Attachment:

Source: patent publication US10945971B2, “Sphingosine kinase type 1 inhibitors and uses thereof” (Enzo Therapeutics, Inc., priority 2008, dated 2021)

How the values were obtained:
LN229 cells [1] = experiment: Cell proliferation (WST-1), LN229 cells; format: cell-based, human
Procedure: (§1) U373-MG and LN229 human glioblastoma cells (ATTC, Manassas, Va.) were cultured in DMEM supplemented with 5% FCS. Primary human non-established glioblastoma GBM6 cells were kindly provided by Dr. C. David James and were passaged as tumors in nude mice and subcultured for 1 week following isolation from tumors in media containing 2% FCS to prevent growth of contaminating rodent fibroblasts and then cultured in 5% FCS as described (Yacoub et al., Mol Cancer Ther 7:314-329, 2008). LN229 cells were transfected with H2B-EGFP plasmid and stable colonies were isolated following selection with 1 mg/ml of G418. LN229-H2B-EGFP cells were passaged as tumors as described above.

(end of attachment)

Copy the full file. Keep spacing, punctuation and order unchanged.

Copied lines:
Source: patent publication US10945971B2, “Sphingosine kinase type 1 inhibitors and uses thereof” (Enzo Therapeutics, Inc., priority 2008, dated 2021)

How the values were obtained:
LN229 cells [1] = experiment: Cell proliferation (WST-1), LN229 cells; format: cell-based, human
Procedure: (§1) U373-MG and LN229 human glioblastoma cells (ATTC, Manassas, Va.) were cultured in DMEM supplemented with 5% FCS. Primary human non-established glioblastoma GBM6 cells were kindly provided by Dr. C. David James and were passaged as tumors in nude mice and subcultured for 1 week following isolation from tumors in media containing 2% FCS to prevent growth of contaminating rodent fibroblasts and then cultured in 5% FCS as described (Yacoub et al., Mol Cancer Ther 7:314-329, 2008). LN229 cells were transfected with H2B-EGFP plasmid and stable colonies were isolated following selection with 1 mg/ml of G418. LN229-H2B-EGFP cells were passaged as tumors as described above.